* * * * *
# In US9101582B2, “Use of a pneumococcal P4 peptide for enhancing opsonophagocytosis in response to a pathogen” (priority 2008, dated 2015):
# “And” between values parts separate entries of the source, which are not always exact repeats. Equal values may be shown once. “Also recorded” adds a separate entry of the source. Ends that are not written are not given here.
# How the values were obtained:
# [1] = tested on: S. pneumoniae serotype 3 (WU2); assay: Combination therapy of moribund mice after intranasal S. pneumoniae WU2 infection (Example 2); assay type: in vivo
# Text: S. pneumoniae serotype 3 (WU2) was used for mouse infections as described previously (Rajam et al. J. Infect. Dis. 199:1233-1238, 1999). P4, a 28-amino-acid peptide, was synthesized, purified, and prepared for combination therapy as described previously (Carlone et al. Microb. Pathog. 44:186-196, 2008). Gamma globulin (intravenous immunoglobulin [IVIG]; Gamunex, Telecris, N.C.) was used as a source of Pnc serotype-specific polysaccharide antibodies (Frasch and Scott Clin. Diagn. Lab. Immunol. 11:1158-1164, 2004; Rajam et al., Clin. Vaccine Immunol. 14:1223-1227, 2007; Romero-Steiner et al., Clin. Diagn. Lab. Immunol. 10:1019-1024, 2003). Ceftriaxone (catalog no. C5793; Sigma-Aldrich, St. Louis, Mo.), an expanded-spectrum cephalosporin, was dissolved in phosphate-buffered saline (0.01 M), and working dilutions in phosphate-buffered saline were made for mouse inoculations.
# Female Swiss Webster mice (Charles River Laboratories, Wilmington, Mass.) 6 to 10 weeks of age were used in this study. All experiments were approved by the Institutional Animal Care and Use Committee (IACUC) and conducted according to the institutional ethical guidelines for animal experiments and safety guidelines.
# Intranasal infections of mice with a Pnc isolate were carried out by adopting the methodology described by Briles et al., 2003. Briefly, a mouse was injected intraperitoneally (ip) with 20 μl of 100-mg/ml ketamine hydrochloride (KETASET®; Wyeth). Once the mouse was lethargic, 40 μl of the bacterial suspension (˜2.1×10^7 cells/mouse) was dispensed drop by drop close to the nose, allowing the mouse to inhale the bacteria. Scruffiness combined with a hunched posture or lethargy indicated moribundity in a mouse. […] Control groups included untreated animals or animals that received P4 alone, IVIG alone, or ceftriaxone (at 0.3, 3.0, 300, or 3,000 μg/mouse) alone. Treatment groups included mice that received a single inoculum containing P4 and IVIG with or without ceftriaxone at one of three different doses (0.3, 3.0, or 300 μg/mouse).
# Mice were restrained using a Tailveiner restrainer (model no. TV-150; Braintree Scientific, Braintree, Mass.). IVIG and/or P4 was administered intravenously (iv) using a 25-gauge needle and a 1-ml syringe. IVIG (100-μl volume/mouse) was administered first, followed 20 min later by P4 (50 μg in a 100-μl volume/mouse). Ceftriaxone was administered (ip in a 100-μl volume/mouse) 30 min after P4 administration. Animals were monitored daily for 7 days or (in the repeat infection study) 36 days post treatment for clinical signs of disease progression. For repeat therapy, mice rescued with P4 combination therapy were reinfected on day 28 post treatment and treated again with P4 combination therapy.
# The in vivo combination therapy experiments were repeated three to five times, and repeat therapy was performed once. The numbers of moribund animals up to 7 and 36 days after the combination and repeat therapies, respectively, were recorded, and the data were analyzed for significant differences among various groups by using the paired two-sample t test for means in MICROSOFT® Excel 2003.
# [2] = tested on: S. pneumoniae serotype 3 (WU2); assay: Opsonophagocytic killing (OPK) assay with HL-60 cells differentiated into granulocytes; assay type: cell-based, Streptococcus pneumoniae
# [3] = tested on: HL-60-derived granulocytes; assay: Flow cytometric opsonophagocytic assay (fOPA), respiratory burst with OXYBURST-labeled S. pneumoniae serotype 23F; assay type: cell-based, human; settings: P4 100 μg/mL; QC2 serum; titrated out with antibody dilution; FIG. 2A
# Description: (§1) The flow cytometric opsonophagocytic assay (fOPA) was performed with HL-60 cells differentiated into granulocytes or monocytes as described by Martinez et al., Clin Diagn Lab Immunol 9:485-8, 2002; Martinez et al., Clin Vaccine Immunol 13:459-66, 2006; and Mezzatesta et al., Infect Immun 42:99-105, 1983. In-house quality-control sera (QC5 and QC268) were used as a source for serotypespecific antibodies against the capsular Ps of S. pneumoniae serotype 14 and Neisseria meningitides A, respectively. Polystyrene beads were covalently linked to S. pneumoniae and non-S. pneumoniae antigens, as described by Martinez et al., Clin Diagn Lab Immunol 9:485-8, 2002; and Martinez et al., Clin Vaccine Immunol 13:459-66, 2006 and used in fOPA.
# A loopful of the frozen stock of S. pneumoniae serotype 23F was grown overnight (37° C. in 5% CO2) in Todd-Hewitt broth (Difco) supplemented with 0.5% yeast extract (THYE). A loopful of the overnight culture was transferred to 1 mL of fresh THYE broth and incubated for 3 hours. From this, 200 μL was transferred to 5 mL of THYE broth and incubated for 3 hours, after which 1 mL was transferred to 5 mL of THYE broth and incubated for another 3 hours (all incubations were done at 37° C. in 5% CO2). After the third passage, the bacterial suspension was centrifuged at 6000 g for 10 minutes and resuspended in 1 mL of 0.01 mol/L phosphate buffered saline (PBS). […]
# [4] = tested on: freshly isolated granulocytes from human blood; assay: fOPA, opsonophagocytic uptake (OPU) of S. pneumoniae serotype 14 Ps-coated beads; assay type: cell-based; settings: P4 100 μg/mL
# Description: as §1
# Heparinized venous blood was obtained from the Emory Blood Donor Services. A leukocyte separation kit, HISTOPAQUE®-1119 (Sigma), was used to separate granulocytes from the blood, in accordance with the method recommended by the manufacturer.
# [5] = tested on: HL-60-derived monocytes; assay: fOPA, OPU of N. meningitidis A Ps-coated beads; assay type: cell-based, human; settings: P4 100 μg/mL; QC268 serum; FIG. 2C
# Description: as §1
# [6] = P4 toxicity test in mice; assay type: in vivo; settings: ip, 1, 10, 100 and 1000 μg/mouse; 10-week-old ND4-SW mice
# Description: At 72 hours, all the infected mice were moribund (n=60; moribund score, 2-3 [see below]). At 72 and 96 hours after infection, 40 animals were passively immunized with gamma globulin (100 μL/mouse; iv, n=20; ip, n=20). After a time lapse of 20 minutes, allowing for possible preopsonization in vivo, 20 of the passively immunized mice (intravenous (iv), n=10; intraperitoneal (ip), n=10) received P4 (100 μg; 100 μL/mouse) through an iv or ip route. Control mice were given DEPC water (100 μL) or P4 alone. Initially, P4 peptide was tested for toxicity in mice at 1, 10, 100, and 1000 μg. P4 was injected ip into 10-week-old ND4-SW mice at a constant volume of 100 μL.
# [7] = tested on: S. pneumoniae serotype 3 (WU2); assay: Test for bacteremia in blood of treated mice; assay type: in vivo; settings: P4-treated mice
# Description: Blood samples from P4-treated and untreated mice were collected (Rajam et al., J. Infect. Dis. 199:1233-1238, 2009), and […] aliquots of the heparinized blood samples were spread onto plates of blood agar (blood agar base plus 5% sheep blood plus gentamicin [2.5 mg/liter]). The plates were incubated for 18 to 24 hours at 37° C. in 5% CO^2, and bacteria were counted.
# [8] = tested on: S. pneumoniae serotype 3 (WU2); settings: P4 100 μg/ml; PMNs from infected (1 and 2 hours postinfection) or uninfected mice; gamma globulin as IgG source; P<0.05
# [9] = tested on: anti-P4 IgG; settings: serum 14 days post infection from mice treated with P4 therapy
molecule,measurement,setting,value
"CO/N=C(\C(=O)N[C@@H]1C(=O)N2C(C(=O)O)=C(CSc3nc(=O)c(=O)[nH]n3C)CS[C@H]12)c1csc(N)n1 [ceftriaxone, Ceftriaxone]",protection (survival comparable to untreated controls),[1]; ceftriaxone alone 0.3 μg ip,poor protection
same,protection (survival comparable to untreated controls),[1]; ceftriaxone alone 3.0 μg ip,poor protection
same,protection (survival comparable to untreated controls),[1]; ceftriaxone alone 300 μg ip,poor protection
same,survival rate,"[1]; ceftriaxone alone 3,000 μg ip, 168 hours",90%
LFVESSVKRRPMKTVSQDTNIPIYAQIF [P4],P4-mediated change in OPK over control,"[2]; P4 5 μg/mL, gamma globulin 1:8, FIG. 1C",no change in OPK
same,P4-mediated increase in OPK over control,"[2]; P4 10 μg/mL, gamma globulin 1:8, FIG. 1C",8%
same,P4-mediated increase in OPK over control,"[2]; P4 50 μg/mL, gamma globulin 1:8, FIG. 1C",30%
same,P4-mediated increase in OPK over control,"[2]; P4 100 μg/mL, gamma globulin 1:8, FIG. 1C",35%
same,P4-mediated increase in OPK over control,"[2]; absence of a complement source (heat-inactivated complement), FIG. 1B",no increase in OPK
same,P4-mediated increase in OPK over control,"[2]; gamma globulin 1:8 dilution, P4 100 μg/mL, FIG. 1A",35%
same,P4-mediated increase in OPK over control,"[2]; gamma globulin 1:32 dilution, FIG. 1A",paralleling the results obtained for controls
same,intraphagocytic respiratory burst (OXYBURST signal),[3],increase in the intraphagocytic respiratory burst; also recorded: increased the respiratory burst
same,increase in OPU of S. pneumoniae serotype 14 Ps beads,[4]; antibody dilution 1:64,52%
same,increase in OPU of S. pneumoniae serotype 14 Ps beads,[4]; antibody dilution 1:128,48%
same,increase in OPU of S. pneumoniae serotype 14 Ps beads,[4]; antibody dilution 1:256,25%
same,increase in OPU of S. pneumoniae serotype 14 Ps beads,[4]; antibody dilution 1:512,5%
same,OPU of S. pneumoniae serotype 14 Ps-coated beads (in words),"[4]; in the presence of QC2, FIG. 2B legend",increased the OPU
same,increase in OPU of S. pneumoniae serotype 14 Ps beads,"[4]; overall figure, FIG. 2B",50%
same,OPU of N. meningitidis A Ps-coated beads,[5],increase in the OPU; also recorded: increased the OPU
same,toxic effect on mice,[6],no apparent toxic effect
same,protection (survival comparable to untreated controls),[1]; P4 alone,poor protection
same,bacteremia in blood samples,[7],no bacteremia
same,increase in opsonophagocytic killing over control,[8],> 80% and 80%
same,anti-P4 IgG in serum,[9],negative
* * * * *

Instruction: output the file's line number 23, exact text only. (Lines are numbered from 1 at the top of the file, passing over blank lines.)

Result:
# [8] = tested on: S. pneumoniae serotype 3 (WU2); settings: P4 100 μg/ml; PMNs from infected (1 and 2 hours postinfection) or uninfected mice; gamma globulin as IgG source; P<0.05